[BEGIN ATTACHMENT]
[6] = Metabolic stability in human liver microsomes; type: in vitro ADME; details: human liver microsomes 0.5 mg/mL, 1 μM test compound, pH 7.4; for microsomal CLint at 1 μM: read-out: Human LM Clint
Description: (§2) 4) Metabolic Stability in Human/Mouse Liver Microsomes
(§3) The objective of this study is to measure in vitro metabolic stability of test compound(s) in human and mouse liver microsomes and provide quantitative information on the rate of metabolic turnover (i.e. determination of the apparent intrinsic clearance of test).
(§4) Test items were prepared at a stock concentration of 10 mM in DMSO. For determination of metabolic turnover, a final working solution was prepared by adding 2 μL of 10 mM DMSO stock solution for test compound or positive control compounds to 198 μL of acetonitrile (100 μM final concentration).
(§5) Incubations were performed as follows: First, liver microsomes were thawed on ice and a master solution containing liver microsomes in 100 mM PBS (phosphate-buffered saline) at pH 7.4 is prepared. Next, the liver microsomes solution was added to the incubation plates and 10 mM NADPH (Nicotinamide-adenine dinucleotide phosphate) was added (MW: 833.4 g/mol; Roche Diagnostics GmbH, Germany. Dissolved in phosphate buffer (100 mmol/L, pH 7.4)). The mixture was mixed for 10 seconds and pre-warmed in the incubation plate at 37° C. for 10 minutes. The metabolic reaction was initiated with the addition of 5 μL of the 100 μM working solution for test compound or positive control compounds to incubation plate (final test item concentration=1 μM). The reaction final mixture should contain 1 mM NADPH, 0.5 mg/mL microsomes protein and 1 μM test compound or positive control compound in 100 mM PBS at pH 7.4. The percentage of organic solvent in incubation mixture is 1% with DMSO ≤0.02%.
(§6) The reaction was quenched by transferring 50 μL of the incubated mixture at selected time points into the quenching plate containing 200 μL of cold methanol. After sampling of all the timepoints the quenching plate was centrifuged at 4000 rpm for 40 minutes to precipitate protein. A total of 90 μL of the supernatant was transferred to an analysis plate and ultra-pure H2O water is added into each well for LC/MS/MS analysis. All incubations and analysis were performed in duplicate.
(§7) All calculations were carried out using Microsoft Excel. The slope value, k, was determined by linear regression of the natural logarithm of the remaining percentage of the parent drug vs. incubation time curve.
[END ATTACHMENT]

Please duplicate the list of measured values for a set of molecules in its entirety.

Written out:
[6] = Metabolic stability in human liver microsomes; type: in vitro ADME; details: human liver microsomes 0.5 mg/mL, 1 μM test compound, pH 7.4; for microsomal CLint at 1 μM: read-out: Human LM Clint
Description: (§2) 4) Metabolic Stability in Human/Mouse Liver Microsomes
(§3) The objective of this study is to measure in vitro metabolic stability of test compound(s) in human and mouse liver microsomes and provide quantitative information on the rate of metabolic turnover (i.e. determination of the apparent intrinsic clearance of test).
(§4) Test items were prepared at a stock concentration of 10 mM in DMSO. For determination of metabolic turnover, a final working solution was prepared by adding 2 μL of 10 mM DMSO stock solution for test compound or positive control compounds to 198 μL of acetonitrile (100 μM final concentration).
(§5) Incubations were performed as follows: First, liver microsomes were thawed on ice and a master solution containing liver microsomes in 100 mM PBS (phosphate-buffered saline) at pH 7.4 is prepared. Next, the liver microsomes solution was added to the incubation plates and 10 mM NADPH (Nicotinamide-adenine dinucleotide phosphate) was added (MW: 833.4 g/mol; Roche Diagnostics GmbH, Germany. Dissolved in phosphate buffer (100 mmol/L, pH 7.4)). The mixture was mixed for 10 seconds and pre-warmed in the incubation plate at 37° C. for 10 minutes. The metabolic reaction was initiated with the addition of 5 μL of the 100 μM working solution for test compound or positive control compounds to incubation plate (final test item concentration=1 μM). The reaction final mixture should contain 1 mM NADPH, 0.5 mg/mL microsomes protein and 1 μM test compound or positive control compound in 100 mM PBS at pH 7.4. The percentage of organic solvent in incubation mixture is 1% with DMSO ≤0.02%.
(§6) The reaction was quenched by transferring 50 μL of the incubated mixture at selected time points into the quenching plate containing 200 μL of cold methanol. After sampling of all the timepoints the quenching plate was centrifuged at 4000 rpm for 40 minutes to precipitate protein. A total of 90 μL of the supernatant was transferred to an analysis plate and ultra-pure H2O water is added into each well for LC/MS/MS analysis. All incubations and analysis were performed in duplicate.
(§7) All calculations were carried out using Microsoft Excel. The slope value, k, was determined by linear regression of the natural logarithm of the remaining percentage of the parent drug vs. incubation time curve.